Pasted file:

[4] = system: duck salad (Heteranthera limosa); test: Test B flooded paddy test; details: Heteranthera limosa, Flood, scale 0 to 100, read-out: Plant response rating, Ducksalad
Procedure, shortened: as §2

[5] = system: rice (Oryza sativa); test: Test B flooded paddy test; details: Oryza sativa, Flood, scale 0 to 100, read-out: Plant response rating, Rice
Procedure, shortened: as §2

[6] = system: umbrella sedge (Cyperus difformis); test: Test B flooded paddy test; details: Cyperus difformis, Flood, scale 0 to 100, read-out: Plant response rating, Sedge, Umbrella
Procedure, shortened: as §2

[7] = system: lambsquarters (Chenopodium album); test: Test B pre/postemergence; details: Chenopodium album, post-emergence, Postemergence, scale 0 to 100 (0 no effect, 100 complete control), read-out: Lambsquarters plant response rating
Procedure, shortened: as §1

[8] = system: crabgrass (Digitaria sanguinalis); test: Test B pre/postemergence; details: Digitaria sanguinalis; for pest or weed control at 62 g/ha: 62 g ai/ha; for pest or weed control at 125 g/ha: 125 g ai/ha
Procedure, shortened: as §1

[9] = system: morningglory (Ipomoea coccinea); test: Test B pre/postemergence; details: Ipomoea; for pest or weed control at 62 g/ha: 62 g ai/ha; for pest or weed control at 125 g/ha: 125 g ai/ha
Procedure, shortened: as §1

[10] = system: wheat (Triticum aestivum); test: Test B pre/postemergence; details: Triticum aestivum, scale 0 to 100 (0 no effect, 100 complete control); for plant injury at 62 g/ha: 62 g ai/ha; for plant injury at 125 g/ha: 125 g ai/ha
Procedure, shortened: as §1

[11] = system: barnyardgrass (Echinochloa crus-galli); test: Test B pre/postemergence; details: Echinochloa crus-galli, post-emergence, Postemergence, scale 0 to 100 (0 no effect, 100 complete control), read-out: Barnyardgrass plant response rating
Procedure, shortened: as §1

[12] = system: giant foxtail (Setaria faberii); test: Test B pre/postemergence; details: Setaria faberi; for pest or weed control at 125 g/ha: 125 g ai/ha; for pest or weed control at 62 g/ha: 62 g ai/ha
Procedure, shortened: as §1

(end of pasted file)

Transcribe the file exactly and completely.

[4] = system: duck salad (Heteranthera limosa); test: Test B flooded paddy test; details: Heteranthera limosa, Flood, scale 0 to 100, read-out: Plant response rating, Ducksalad
Procedure, shortened: as §2

[5] = system: rice (Oryza sativa); test: Test B flooded paddy test; details: Oryza sativa, Flood, scale 0 to 100, read-out: Plant response rating, Rice
Procedure, shortened: as §2

[6] = system: umbrella sedge (Cyperus difformis); test: Test B flooded paddy test; details: Cyperus difformis, Flood, scale 0 to 100, read-out: Plant response rating, Sedge, Umbrella
Procedure, shortened: as §2

[7] = system: lambsquarters (Chenopodium album); test: Test B pre/postemergence; details: Chenopodium album, post-emergence, Postemergence, scale 0 to 100 (0 no effect, 100 complete control), read-out: Lambsquarters plant response rating
Procedure, shortened: as §1

[8] = system: crabgrass (Digitaria sanguinalis); test: Test B pre/postemergence; details: Digitaria sanguinalis; for pest or weed control at 62 g/ha: 62 g ai/ha; for pest or weed control at 125 g/ha: 125 g ai/ha
Procedure, shortened: as §1

[9] = system: morningglory (Ipomoea coccinea); test: Test B pre/postemergence; details: Ipomoea; for pest or weed control at 62 g/ha: 62 g ai/ha; for pest or weed control at 125 g/ha: 125 g ai/ha
Procedure, shortened: as §1

[10] = system: wheat (Triticum aestivum); test: Test B pre/postemergence; details: Triticum aestivum, scale 0 to 100 (0 no effect, 100 complete control); for plant injury at 62 g/ha: 62 g ai/ha; for plant injury at 125 g/ha: 125 g ai/ha
Procedure, shortened: as §1

[11] = system: barnyardgrass (Echinochloa crus-galli); test: Test B pre/postemergence; details: Echinochloa crus-galli, post-emergence, Postemergence, scale 0 to 100 (0 no effect, 100 complete control), read-out: Barnyardgrass plant response rating
Procedure, shortened: as §1

[12] = system: giant foxtail (Setaria faberii); test: Test B pre/postemergence; details: Setaria faberi; for pest or weed control at 125 g/ha: 125 g ai/ha; for pest or weed control at 62 g/ha: 62 g ai/ha
Procedure, shortened: as §1